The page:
Prayer wheels at Swayambhu Stupa, Kathmandu
Trinkets and other Kitsch at Swayambhu Stupa, Kathmandu

Going to any city, like everyone else we did the touristy things and visited the Patan Durbar Square, Swayambhu Stupa, Baudhannath Stupa and Pasupati temple. Religious and cultural festivities forma major part of the lives of people living in Kathmandu. Wherever we went, we saw priests conducting prayers of some sort.  We went mid-December so our views were somewhat obscured by fog, but on a clear day our guide told us that one can get a panoramic view of Kathmandu from ascending the 365 steps leading to the Swayambhu temple. Our last stop was the Pasupati temple of Lord Shiva. This is a sacred site and busloads of Hindu pilgrims from India are queuing to go inside the temple. This was a culture shock to me and I walked to a nearby park as I could not bear the open cremations.

Pokhara, Nepal

The weather gods didn’t oblige as we were looking forward to an Everest scenic flight, so we cut short our stay in Kathmandu by a day and headed for Pokhara. We have extended family in Pokhara so our family arranged for a taxi to take us there. On paper, it is about 200 kilometres and it took us almost six hours to get there with half an hour pit stop for lunch. While navigating the traffic within city limits was tricky, and to put a positive spin being a passenger in the vehicle was exhilarating! It looked like a one way steep road but there were three unmarked lanes! There were no barriers to the cliff face!! However the vistas and the deep valleys were remarkable.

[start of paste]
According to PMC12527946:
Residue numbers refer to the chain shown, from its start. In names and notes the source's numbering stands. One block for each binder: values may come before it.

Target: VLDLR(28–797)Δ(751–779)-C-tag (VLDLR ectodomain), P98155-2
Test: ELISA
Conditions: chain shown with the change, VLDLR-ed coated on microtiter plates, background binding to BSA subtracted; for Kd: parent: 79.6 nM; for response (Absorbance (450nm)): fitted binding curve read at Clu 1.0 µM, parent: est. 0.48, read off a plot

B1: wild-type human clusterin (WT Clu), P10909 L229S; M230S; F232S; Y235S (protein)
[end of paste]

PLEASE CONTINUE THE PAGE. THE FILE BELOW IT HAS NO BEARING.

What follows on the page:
Pokhara, Nepal
Machhapuchchhre , (Fish Tail Mountain ), Nepal
Women carrying baskets on their back in Pokhara, Nepal

Pokhara was amazing and well worth the journey. The Annapurna trail begins here. It is pristine and picturesque and lots of activities for the trekkers, mountain climbers and paragliding. My husband’s uncle who lives in Pokhara did paragliding at 72 years so I took inspiration from him and was glad I did – this was truly amazing as you fly like a bird you can feel that you can touch the mountains. The crew from Team 5 Paragliding were awesome as I was nervous as hell and they made me feel comfortable.

We flew out of Kathmandu and if your flight is during the day, ask to be seated on the right side of the plane as you can have really good views of Everest if it is a clear day.